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World of the Big Dogs

Weekend, March 28, 2015 — Just as there is a need for grizzlies, there is a need for wolves, for coyotes, and for all predators, including man. From the early 1920s, market hunting and hunting for food had dreadful effects on wild game. But hunters and wildlife managers learned from that experience and, in decades, began to rebuild that which would make America’s diverse wildlife populations the envy of the world. Until 1995. That’s when gray wolves, hunted to extinction because they decimated big game, were pursued to the far North, away from the Rocky Mountains. Desert wolves of the great southwest befell a similar fate. Fifty breeding pairs of wolves from Canada were released into Yellowstone, protected by the Federal Endangered Species Act and, in a few short years they began to take their toll of the Park’s overpopulated Northern Yellowstone elk herd.

Not long after, as wolf packs ballooned and the elk herds became limited, wolves were delisted as endangered in Idaho and Montana and spread their range outside the park onto private ranch rangelands to prey on cattle, sheep, horses, and family pets. In Wyoming, which insisted on its state Game & Fish Department managing wolves outside the park as a predator, wolf management became a legal issue for courts to decide. Eventually, some cooperation between Wyoming and the USFWS help resolve some of the dispute but, meanwhile, the cost to ranchers of livestock and family pets became pawns in a game of responsible management of wolves, which is where it sits today.

Wildlife management is a proven science, and a major component of it is hunting. If grizzlies, wolves, coyotes, and other species are to be spared from extinction, hunting is their best future. We hope the videos to follow help our readers to better understand the issues that make wolves a manageable part of America’s divergent wildlife community.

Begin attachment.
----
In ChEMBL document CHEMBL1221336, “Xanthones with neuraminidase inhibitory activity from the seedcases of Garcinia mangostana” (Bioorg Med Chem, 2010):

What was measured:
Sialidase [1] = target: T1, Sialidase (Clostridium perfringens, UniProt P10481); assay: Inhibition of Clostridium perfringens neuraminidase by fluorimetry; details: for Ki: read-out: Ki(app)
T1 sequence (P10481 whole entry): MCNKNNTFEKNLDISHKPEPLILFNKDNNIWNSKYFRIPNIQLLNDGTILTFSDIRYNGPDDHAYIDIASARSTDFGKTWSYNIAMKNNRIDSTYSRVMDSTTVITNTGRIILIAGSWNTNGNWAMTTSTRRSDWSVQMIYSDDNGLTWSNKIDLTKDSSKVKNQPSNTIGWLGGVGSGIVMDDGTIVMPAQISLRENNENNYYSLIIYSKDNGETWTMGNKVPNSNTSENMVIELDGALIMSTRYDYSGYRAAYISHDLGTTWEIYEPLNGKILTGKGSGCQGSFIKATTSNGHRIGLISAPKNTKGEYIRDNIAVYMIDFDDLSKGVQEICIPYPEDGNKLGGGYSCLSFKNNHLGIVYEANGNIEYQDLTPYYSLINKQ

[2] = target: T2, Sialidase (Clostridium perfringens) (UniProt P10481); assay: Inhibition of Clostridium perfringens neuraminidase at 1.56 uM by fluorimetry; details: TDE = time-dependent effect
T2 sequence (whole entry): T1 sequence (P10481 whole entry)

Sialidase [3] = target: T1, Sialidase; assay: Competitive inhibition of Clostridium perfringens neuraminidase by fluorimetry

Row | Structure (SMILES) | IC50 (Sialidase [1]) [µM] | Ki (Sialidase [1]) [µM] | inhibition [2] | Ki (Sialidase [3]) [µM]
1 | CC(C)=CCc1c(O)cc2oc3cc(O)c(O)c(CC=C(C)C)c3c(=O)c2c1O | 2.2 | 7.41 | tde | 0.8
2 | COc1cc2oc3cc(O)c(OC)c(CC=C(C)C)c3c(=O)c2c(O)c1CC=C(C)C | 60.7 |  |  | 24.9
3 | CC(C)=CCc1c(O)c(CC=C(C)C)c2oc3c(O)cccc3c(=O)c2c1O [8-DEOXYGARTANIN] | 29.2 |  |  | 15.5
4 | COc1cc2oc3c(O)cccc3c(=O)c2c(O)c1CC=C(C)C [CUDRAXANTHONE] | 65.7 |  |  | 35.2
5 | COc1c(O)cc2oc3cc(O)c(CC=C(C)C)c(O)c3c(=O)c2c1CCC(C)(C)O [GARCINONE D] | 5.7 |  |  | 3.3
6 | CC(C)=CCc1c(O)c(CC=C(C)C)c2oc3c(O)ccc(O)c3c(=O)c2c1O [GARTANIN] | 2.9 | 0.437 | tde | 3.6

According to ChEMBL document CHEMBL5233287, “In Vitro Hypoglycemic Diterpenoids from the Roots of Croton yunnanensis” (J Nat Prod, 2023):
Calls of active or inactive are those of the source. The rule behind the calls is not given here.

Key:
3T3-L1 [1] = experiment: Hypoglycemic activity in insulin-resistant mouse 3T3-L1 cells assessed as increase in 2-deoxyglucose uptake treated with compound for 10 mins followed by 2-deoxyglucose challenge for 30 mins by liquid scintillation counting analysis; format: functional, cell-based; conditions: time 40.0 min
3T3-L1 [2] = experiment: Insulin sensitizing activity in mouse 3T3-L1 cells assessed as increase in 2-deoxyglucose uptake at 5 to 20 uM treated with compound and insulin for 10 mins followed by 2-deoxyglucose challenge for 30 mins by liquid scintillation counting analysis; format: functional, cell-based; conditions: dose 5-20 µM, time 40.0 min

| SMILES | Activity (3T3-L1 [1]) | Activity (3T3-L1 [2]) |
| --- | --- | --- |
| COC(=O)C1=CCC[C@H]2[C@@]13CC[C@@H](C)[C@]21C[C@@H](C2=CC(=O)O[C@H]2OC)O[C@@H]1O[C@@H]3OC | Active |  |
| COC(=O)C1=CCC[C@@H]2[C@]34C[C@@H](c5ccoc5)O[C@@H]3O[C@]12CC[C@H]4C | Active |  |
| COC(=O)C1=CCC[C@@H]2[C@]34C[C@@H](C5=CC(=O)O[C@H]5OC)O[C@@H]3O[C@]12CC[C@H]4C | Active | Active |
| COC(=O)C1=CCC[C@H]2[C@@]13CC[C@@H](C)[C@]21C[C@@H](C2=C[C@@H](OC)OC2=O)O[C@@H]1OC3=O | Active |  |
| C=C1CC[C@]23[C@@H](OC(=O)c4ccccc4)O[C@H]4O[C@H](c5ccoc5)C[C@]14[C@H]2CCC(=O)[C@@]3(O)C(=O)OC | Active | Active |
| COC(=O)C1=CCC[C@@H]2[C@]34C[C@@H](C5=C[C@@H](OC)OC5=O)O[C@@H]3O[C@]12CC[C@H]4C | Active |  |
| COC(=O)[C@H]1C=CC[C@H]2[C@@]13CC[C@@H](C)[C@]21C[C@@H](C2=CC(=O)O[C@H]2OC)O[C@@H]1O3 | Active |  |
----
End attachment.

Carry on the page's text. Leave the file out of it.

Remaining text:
The Wolf That Changed America

In this Web-exclusive video, wolf expert Doug Smith discusses the Yellowstone Wolf Project. Started in 1994, the Wolf Project has taken advantage of the visibility of Yellowstone’s wolves to explore wolf population dynamics. Of particular interest is how wolves interact with prey and scavenger populations in the park. Smith hopes that Wolf Project research can help replace common misconceptions about wolves with factual information.


In the Valley of the Wolves

Emmy Award-winning wildlife cinematographer Bob Landis discusses the making of the film, including the ideal circumstances for filming a predation scene; the importance of spending a vast amount of time in the field; the uniqueness of Yellowstone’s Druid wolf pack, and more. For three years, filmmakers follow Yellowstone’s Druid wolf pack as it struggles for control of the prized Lamar Valley, and shows the interdependence of the valley’s diverse wildlife.

Living With Wolves, Losing Our Hunting Heritage
Understanding The Need For Responsible Wolf Management

Enter to Win beginning April 1, 2015!


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Dodged a Bullet — For Now

SHELBY MURDOC, March 13, 2015 — I’ve never been so thankful to have to scrap a column before: My work-in-progress about the dangers of the ATF’s threatened ban on M855 5.56x45mm ammunition. With the agency and President Obama backpedaling on the proposal in light of public outcry, we’ve got a little breathing space. But only a little.

The so-called “ban” was based around the idea that the 1986 law banning armor-piercing “cop killer” handgun ammunition also applied to the M855 rifle ammunition, in part because of the round’s use in AR-style handguns.

The problems with this idea are many, but the two largest problems are that M855 does not fit that law’s definition of “armor piercing” and that the law specifies that the ammunition must be “designed for use in a handgun.” Not potentially used in a handgun. “Designed for” use in a handgun.  [full story]

Top U.S. Firearms Exporters

RICK SAPP, March 13, 2015 — Ask anyone on the floor of the great industry trade events, the SHOT Show and the Nuremberg Exposition, which companies from America export the most firepower … or which are most important internationally and you would almost certainly hear all the usual, old-fashioned (heritage!) names. And most of them will be wrong!

For the sake of clarity. And who doesn’t like clarity? Let’s establish some ground rules.
We customarily think of the U.S. as the gorilla in the room when it comes to selling weapons around the world. Derringers to missiles.
Ain’t necessarily so. Necessarily … [full story]


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